70M Years Old? No, Grand Canyon Mostly Just a Kid

Much of it is just 5M years old, geologists find
By Rob Quinn,  Newser Staff
Posted Jan 27, 2014 1:44 AM CST
Grand Canyon Much Younger Than Thought
Grand Canyon National Park is covered in morning sunlight as seen from a helicopter window near Tusayan, Arizona.   (AP Photo/Julie Jacobson, File)

The Grand Canyon is nowhere near the grand old age of 70 million years that earlier studies claimed, according to new research. "The Colorado River found a path and carved the entire canyon 5 (million) to 6 million years ago," says a geologist who used data measuring the cooling of rocks with time. But while the canyon as we know it may be relatively new, the river recycled portions of old canyons, at least one of which is indeed 70 million years old, LiveScience finds.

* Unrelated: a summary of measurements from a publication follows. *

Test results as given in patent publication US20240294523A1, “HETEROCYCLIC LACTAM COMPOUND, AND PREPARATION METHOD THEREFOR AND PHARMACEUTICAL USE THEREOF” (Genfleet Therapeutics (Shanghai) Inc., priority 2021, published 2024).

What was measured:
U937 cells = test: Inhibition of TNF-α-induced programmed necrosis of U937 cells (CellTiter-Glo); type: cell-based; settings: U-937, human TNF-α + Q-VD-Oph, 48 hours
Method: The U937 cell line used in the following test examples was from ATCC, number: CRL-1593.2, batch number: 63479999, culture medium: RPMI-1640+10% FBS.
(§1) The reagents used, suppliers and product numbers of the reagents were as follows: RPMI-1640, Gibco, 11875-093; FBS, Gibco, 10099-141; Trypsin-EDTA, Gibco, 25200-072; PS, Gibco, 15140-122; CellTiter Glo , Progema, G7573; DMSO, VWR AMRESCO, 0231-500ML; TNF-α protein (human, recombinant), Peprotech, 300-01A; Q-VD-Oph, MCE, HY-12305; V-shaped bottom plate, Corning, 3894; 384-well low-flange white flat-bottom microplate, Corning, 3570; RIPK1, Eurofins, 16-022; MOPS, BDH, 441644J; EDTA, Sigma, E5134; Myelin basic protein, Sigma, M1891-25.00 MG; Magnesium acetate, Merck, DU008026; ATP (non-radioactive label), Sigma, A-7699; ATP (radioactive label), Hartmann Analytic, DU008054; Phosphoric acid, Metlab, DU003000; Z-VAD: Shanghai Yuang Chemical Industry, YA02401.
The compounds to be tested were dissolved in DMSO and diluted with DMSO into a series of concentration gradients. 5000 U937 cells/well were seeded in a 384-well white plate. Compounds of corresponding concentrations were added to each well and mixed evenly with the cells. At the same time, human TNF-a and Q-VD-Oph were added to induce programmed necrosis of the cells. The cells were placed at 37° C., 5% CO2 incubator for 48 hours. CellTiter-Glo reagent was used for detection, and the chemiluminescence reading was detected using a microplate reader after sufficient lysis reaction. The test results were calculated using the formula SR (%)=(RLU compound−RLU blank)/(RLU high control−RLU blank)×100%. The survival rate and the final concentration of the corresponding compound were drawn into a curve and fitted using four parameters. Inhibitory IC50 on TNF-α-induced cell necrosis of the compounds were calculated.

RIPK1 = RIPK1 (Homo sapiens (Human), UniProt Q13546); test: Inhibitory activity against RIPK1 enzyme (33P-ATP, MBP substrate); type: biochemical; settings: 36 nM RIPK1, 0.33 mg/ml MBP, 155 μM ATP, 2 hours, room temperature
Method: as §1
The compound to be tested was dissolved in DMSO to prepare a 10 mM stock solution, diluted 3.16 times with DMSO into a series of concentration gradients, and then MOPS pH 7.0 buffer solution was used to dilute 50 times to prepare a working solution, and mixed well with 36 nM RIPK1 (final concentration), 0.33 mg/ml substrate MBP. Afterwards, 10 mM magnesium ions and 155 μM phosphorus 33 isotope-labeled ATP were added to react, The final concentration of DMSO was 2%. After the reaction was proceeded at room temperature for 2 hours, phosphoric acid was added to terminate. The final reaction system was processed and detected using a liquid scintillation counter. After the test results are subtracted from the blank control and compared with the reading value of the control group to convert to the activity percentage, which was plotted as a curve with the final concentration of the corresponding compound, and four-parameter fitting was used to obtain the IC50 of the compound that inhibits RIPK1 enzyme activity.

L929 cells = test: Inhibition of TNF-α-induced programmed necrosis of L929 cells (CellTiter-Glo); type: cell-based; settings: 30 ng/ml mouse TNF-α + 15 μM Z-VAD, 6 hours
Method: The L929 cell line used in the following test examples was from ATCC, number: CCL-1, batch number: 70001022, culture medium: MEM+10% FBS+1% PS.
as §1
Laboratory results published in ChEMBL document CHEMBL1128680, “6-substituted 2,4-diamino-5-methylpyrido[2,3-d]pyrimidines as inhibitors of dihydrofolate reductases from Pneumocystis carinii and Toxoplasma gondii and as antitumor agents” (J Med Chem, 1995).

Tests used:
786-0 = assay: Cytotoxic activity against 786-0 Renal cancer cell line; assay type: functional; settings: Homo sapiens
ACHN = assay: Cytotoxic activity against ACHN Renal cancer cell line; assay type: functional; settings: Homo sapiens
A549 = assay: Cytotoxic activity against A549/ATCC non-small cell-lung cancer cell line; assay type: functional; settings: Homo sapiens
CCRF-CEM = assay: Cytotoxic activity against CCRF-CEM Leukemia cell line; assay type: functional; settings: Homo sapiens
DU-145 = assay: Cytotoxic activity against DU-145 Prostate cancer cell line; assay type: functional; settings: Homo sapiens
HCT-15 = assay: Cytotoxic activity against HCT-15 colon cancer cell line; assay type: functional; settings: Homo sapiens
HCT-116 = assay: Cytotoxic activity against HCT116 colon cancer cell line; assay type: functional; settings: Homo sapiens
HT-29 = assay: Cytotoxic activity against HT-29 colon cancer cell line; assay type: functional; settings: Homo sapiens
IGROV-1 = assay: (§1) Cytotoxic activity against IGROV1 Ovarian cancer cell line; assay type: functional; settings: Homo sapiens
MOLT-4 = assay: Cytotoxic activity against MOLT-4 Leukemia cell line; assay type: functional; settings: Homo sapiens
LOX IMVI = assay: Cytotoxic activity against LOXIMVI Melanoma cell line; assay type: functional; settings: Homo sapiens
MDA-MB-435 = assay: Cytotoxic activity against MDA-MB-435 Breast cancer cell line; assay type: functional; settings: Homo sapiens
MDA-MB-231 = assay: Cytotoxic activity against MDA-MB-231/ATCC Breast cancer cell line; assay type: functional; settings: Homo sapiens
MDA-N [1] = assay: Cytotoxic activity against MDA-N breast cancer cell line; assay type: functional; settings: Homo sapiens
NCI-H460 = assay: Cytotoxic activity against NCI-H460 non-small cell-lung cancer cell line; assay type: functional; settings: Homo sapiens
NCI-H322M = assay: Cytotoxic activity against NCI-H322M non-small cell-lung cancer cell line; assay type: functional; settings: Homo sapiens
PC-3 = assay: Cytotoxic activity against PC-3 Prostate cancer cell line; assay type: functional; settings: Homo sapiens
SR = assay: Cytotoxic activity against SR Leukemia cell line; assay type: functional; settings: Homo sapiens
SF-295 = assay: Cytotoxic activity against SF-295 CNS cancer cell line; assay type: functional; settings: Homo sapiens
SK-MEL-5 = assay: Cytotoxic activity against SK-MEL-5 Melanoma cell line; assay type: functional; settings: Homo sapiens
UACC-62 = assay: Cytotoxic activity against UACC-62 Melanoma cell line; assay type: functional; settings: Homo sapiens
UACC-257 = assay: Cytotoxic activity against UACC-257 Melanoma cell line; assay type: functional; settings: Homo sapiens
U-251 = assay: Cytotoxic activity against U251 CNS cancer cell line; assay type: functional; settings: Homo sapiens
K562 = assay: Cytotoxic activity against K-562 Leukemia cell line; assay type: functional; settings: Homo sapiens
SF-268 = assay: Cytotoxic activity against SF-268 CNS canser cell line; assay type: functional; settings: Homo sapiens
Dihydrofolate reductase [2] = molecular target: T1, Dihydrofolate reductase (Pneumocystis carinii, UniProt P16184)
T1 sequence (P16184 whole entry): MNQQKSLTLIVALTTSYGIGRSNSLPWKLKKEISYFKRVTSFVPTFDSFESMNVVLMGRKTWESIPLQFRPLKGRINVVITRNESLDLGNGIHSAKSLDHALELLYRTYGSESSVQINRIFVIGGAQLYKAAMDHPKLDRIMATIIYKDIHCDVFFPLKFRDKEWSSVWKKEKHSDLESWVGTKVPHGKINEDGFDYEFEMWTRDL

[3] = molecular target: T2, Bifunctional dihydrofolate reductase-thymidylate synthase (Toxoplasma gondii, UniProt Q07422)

"If you were to add up the 280-mile length and ask, 'how much is young? More than half of it is young; a quarter of it is middle-aged—15 (million) to 25 million years old; and the rest of it is 70 million years old," the lead researcher explains to the BBC. "It continues to deepen today, of course. Right now, over the course of the last half-a-million-years or so, it's been deepening by about the thickness of a piece of paper every year." (More Grand Canyon stories.)

Get the news faster.
Tap to install our app.
Install the Newser News app
in two easy steps:
1. Tap in your navigation bar.
2. Tap to Add to Home Screen.